If you’ve applied for any type of loans – student, mortgage, car or credit cards – you understand the nerve-racking feeling waiting for a decision.
You play back all the numbers in your head, slapping yourself over bone headed decisions you made in your younger years, hoping it was so long ago the loan officer would look pass it.
And then, you receive a phone call, email or letter saying, “I’m sorry but you were denied…” Feeling dejected, you slump in your chair and think, “What do I do now?”
I know the feeling, and after receiving one too many rejection letters, I began to ask, “Why am I getting rejected?
I had too much debt to income
I’ve had a knack for understanding financing, might be why I’m in the budget world as a full-time analyst. The major thing I tied to rejection letters was my high debt-to-income or what’s commonly known as Debt Ratios.
To calculate debt-to-income, divide the total amount of monthly debt payments by gross income. Most lenders like a ratio of 38-42%. I was exceeding 55%.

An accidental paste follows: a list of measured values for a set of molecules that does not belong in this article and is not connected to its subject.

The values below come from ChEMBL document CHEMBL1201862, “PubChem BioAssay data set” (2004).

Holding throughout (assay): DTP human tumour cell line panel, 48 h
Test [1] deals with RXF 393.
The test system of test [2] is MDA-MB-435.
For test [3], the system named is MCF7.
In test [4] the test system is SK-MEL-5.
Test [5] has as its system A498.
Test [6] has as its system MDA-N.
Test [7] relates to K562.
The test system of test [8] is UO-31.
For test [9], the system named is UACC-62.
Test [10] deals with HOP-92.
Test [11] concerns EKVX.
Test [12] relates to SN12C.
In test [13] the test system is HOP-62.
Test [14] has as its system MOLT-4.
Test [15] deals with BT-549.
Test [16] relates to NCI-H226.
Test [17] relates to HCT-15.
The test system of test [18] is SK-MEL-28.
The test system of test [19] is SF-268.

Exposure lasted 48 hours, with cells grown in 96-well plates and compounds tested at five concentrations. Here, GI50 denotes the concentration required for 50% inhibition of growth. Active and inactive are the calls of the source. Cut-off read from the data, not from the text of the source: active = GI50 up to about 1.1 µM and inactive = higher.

Credit card balances were nearly maxed out
I applied for credit cards usually to drop my interest rate and most times, the balance was close to maxed out.
This wasn’t good because high credit card or installment loan balances mean I’m drowning in debt, which tells lenders, I have no room for financial error.
I put myself in the bank’s shoes, would I lend money to someone who’s financially strapped and one decision away from financial insolvency? Nope!
My credit history was fairly new
I felt the “Credit history is relatively new or short” was a blanket statement credit bureaus put on every rejection letter.
It boggled my mind when reading that statement because I had 35+ open and closed accounts showing up on my credit report. Out of those, only 5 or 6 had open balances.
Receiving a rejection letter for a credit card or installment loan is the pits. Hopefully, these steps can save others from the nerve-racking feeling of not being “good enough.” At least that’s how I felt when a letter showed up in my mailbox.